Alum (Aluminum sulfate)---Amarigna (Am): Sheb: This mineral has been used to treat wound in the mouth. It has also been applied in the eyes after mixing with lime juice.

Copper sulfate---Am: Kibre semay: After mixing with other plants, copper sulfate has been used for a number of medical problems. It has been used in this manner to treat eye problems, wounds, and mitch (a generic term perhaps designating sunstroke, or conditions caused by excessive exposure to sun). Copper sulfate is also used by itself for trichiasis.

Dross---Am: Ye' biret ar: Mixed with other plants, it is used for enuresis (involuntary loss of urine), venereal diseases and syphilis. It also finds application in the treatment of eczema (Am: chife) and vitiligo (Am: lemts).

Galena (Lead or lead sulfide)----Am: Shir kul: Galena has been used in traditional medicine in Ethiopia for eye problems, as a vulnerary (for wound and inflammation treatment), for prosperity and acquiring money !

Gold----Am: Worq: Traditionally, gold has been used for prosperity and acquiring money (interesting, considering the fact that gold is itself of high value).

Mercury (as a sublimate)----Am: Bazuqa: It is used in vapor baths for the treatment of syphilis----the treatment is called wesheba in Amarigna. In the 1880's, wesheba (as mercuric sulfide) was common in Tigre.

Sapphire---vernacular name: Sihn anfar; Shim anfar: Mixed with other plants, sapphire has been used for hemorrhoids and wounds.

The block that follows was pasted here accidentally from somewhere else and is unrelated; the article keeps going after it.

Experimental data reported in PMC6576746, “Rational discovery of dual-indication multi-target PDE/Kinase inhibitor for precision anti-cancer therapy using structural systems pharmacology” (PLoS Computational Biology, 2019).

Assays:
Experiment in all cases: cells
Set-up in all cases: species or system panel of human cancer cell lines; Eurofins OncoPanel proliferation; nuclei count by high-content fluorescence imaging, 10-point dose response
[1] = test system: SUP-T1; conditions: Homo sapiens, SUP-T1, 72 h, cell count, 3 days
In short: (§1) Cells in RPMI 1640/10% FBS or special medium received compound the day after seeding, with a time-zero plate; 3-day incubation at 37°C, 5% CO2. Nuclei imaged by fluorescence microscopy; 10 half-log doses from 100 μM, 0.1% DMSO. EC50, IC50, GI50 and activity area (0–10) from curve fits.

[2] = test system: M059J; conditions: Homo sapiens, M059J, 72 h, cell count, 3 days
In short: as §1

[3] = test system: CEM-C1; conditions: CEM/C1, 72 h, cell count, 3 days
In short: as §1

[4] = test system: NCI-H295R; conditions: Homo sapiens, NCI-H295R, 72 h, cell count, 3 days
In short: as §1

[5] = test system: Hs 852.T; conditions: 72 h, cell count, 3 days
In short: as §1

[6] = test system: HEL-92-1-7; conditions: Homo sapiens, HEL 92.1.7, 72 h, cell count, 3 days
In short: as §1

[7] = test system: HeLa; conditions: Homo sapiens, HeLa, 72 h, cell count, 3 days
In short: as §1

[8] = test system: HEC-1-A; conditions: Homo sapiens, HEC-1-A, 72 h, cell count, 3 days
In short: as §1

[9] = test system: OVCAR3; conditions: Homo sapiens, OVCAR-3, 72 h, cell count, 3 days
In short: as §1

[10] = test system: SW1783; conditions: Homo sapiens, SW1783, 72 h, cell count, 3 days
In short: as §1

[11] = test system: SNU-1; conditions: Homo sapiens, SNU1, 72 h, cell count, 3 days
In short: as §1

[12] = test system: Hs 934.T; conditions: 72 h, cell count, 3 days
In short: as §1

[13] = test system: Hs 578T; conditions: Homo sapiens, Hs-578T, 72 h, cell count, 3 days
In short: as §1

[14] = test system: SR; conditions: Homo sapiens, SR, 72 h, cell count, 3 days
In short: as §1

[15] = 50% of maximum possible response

Sulfur---Am: Dign: It has been used to facilitate the contraction of the uterus (as an oxytocic agent) during child birth by direct fumigation of the female organ with sulfur vapor. After mixing with other plants, sulfur is also used for cough. Compounded with another plant, it is also used for treating Tinea nigra (Am: quaqucha). Another application is in the treatment of syphilitic conditions.

Although employed not in the traditional sense, a number of other substances, including arsenic, mercury, and salts of gold and bismuth were used in the Leprosarium of Harar in the 1930's.


Rationalizing the use of the above substances in Ethiopian traditional healthcare is a difficult exercise. Some of them may prove to be fatally toxic when used inappropriately, while others may require fine-tuning of the respective doses to derive any therapeutic benefits. Yet, a few of the uses may fall in the realm of magico-medical or simple psychological beliefs as in the case of galena and gold, which are also used for acquiring wealth. Some minerals may have inherent healing properties.